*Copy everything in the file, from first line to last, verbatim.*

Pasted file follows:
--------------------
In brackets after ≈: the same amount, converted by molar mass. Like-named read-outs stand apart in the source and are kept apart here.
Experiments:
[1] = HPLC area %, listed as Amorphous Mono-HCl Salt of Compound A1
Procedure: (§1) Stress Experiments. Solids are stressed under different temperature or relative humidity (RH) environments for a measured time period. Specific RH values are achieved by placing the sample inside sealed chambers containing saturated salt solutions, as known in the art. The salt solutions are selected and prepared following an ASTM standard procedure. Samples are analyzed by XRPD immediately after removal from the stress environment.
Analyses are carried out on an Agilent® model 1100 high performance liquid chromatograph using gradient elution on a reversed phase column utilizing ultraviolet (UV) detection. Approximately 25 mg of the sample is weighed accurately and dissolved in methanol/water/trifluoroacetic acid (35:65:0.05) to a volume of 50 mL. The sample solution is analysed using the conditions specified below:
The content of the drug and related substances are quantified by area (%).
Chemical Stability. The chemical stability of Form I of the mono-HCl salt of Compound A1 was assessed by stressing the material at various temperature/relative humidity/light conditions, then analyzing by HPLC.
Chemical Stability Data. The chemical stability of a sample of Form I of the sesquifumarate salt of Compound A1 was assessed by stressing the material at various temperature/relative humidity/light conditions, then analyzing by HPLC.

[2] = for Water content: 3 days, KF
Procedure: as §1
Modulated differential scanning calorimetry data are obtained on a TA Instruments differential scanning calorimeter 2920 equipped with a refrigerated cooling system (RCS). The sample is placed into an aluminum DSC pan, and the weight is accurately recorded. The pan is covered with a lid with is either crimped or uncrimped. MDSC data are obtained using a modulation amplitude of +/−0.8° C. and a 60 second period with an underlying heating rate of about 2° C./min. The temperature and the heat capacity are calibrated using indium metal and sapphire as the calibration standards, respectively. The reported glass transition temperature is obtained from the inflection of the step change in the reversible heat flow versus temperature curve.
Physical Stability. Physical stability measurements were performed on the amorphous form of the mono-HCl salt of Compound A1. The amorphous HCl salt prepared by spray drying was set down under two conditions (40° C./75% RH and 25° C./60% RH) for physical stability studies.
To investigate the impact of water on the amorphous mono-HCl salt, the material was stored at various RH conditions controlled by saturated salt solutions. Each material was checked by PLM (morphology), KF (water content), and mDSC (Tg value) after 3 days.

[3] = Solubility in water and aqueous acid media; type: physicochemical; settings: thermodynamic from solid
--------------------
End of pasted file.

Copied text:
In brackets after ≈: the same amount, converted by molar mass. Like-named read-outs stand apart in the source and are kept apart here.
Experiments:
[1] = HPLC area %, listed as Amorphous Mono-HCl Salt of Compound A1
Procedure: (§1) Stress Experiments. Solids are stressed under different temperature or relative humidity (RH) environments for a measured time period. Specific RH values are achieved by placing the sample inside sealed chambers containing saturated salt solutions, as known in the art. The salt solutions are selected and prepared following an ASTM standard procedure. Samples are analyzed by XRPD immediately after removal from the stress environment.
Analyses are carried out on an Agilent® model 1100 high performance liquid chromatograph using gradient elution on a reversed phase column utilizing ultraviolet (UV) detection. Approximately 25 mg of the sample is weighed accurately and dissolved in methanol/water/trifluoroacetic acid (35:65:0.05) to a volume of 50 mL. The sample solution is analysed using the conditions specified below:
The content of the drug and related substances are quantified by area (%).
Chemical Stability. The chemical stability of Form I of the mono-HCl salt of Compound A1 was assessed by stressing the material at various temperature/relative humidity/light conditions, then analyzing by HPLC.
Chemical Stability Data. The chemical stability of a sample of Form I of the sesquifumarate salt of Compound A1 was assessed by stressing the material at various temperature/relative humidity/light conditions, then analyzing by HPLC.

[2] = for Water content: 3 days, KF
Procedure: as §1
Modulated differential scanning calorimetry data are obtained on a TA Instruments differential scanning calorimeter 2920 equipped with a refrigerated cooling system (RCS). The sample is placed into an aluminum DSC pan, and the weight is accurately recorded. The pan is covered with a lid with is either crimped or uncrimped. MDSC data are obtained using a modulation amplitude of +/−0.8° C. and a 60 second period with an underlying heating rate of about 2° C./min. The temperature and the heat capacity are calibrated using indium metal and sapphire as the calibration standards, respectively. The reported glass transition temperature is obtained from the inflection of the step change in the reversible heat flow versus temperature curve.
Physical Stability. Physical stability measurements were performed on the amorphous form of the mono-HCl salt of Compound A1. The amorphous HCl salt prepared by spray drying was set down under two conditions (40° C./75% RH and 25° C./60% RH) for physical stability studies.
To investigate the impact of water on the amorphous mono-HCl salt, the material was stored at various RH conditions controlled by saturated salt solutions. Each material was checked by PLM (morphology), KF (water content), and mDSC (Tg value) after 3 days.

[3] = Solubility in water and aqueous acid media; type: physicochemical; settings: thermodynamic from solid